Chapter 3 Petition in the federal bankruptcy court. According to testimony presented at

the disciplinary hearing, Edward Brown represented Edwards during this first Chapter 13


On August 26, 1992, Edwards transferred a piece of property ("the Bees Ferry

Road property") to his parents, in contravention of the Bankruptcy Code. Brown testified

that he advised Edwards to transfer this property. The rationale for the transfer was that

the parents had an unrecorded mortgage on the Bees Ferry Road property anyway, and the

transfer would allow the parents to be paid. Brown testified that he thought the trustee

would agree that the transfer would be an acceptable way to dispose of the debt "outside

the Plan."

Ultimately, the first Chapter 13 Petition was dismissed by the bankruptcy court

because Edwards failed to make certain required payments to the bankruptcy trustee.

During a particular period, these payments were set as least as high as $1,658.00 per

month, payable by Edwards to the trustee. Although Edwards obviously tried to make

some of these payments, he fell behind and was unable to catch up. For that reason, the

bankruptcy court dismissed the first Chapter 13 Petition on October 29, 1992.

On March 10, 1993, Charleston Joint Ventures, Edwards' judgment creditor, filed

an action in state court seeking to have set aside the transfers of the two Kiawah Island

properties to Edwards' brother and aunt. Less than two weeks later, on March 19, 1993,

Edwards, acting pro se, filed a second Chapter 13 Petition. After a hearing held on May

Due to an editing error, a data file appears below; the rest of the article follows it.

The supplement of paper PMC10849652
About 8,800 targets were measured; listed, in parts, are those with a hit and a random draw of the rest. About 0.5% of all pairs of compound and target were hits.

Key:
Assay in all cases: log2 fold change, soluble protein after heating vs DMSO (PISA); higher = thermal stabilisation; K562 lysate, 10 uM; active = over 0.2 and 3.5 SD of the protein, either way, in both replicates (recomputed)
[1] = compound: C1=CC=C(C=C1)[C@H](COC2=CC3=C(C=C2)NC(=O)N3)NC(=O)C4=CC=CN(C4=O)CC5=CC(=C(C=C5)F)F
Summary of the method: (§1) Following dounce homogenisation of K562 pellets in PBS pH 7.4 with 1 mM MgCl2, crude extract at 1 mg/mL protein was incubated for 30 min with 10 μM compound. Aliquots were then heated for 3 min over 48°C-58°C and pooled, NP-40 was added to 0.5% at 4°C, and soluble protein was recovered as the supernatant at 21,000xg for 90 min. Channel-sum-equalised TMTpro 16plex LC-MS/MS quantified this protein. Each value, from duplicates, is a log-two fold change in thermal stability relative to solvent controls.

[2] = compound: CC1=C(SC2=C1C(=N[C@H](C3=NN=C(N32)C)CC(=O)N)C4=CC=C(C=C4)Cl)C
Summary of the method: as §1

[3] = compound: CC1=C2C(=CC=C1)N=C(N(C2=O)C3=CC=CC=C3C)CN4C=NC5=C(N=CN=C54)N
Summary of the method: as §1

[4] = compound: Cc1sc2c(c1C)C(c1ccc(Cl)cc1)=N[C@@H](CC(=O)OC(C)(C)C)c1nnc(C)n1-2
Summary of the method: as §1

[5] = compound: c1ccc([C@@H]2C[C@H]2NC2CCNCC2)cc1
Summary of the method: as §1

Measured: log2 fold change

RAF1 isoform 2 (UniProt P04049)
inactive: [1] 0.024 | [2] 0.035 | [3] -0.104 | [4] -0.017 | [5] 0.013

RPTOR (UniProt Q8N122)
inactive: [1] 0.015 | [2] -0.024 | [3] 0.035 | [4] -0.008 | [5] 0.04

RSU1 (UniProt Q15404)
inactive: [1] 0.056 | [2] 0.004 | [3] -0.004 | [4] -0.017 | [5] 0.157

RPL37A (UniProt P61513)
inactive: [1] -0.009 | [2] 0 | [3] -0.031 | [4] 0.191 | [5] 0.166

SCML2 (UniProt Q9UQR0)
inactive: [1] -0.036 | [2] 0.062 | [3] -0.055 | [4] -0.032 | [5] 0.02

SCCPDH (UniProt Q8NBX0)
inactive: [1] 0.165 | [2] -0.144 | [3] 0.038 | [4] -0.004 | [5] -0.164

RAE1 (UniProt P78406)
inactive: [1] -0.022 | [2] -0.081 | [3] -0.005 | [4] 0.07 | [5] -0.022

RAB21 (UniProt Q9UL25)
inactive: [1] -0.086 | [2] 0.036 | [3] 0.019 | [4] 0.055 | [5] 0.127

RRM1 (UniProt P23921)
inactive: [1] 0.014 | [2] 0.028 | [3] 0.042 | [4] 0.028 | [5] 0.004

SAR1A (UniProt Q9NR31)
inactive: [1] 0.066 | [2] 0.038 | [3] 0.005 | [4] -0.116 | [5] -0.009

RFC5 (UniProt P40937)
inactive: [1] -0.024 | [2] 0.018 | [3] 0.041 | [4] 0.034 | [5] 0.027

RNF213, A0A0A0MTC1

20, 1993, the bankruptcy judge issued an Order on May 28, 1993 dismissing the second

Chapter 13 Petition. The judge's Order dismissing the Petition stated:

[Edwards] has been a debtor in a previous Chapter 13 case pending within

180 days of the filing of the Petition herein. Further, [Edwards] has failed

to show any change in circumstances arising subsequent to the dismissal of

the previous action and has failed to offer any justification for his failure to

comply with the previous Orders of this Court.

Further, this Court finds that the Petition of [Edwards] herein was

filed in bad faith, for an improper purpose and in an attempt to abuse the

bankruptcy system, in that the Petition was filed for the purpose of

preventing, hindering, and delaying the legitimate collection efforts of

Charleston Joint Venture, and without any intention of financial

rehabilitation. Therefore, the Petition of [Edwards] is hereby dismissed with


The bankruptcy judge had stated from the bench on May 20, 1993 that he would dismiss

the Petition.

On May 24, 1993, four days before Edwards' second Chapter 13 Petition was

dismissed, Edwards filed a Chapter 7 Petition. He listed his address on the Chapter 7

Petition as 82 1/2 Spring Street, which at one point had been Edward Brown's office.

Edwards occasionally worked and slept in that office.

On July 9, 1993, the first meeting of creditors was held in Edwards' Chapter 7. At

the meeting, the trustee said he intended to investigate the transfers of the Kiawah Island

properties and the Bees Ferry Road property. If the conveyances were fraudulent, the

trustee planned to have them set aside. Shortly after the first meeting of creditors,

Edwards had the case converted to a Chapter 11. The trustee successfully had the case

reconverted to a Chapter 7 on September 14, 1993.

On October 4, 1993, the bankruptcy judge issued an Order requiring Edwards to

be present to answer questions at a 2004 meeting to be held on November 10,,1993. On

October 18, 1993, notice of the 2004 meeting was mailed to 82 1/2 Spring Street,